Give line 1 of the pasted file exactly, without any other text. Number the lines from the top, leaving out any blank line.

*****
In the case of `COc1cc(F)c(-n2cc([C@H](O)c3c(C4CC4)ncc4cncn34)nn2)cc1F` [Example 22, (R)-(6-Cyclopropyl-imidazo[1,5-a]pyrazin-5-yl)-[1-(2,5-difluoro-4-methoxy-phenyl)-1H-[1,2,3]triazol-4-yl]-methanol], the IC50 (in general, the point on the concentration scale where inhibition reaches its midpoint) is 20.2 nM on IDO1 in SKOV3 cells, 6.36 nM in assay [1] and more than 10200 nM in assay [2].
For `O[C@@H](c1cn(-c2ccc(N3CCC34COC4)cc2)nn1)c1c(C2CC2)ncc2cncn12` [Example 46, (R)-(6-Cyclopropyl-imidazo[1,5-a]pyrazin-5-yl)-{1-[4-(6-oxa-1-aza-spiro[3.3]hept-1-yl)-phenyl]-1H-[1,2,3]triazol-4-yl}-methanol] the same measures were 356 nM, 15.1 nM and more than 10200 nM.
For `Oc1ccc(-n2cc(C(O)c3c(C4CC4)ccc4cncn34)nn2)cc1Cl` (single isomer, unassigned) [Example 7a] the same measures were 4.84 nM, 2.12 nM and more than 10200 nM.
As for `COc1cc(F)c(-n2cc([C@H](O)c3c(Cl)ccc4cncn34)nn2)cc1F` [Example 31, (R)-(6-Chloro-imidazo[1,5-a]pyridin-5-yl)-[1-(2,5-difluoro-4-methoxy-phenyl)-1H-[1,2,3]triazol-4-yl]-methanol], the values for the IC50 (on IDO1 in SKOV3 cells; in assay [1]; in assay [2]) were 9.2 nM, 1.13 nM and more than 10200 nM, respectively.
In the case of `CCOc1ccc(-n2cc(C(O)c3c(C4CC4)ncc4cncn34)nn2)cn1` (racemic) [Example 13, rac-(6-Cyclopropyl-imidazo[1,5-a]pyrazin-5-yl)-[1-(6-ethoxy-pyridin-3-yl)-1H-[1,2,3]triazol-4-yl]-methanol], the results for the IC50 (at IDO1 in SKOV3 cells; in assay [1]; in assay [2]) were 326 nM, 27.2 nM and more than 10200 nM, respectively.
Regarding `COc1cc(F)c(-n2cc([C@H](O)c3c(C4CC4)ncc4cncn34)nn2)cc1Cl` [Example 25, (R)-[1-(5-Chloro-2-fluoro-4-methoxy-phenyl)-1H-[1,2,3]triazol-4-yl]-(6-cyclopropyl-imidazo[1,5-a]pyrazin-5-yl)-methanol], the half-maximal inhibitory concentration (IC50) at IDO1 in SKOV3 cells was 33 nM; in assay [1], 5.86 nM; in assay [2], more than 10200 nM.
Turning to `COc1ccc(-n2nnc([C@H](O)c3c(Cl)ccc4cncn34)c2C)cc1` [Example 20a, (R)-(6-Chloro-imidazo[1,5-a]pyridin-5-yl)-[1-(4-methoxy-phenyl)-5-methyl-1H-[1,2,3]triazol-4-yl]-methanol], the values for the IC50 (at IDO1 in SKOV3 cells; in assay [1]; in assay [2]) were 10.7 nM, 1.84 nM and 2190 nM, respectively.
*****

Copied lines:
In the case of `COc1cc(F)c(-n2cc([C@H](O)c3c(C4CC4)ncc4cncn34)nn2)cc1F` [Example 22, (R)-(6-Cyclopropyl-imidazo[1,5-a]pyrazin-5-yl)-[1-(2,5-difluoro-4-methoxy-phenyl)-1H-[1,2,3]triazol-4-yl]-methanol], the IC50 (in general, the point on the concentration scale where inhibition reaches its midpoint) is 20.2 nM on IDO1 in SKOV3 cells, 6.36 nM in assay [1] and more than 10200 nM in assay [2].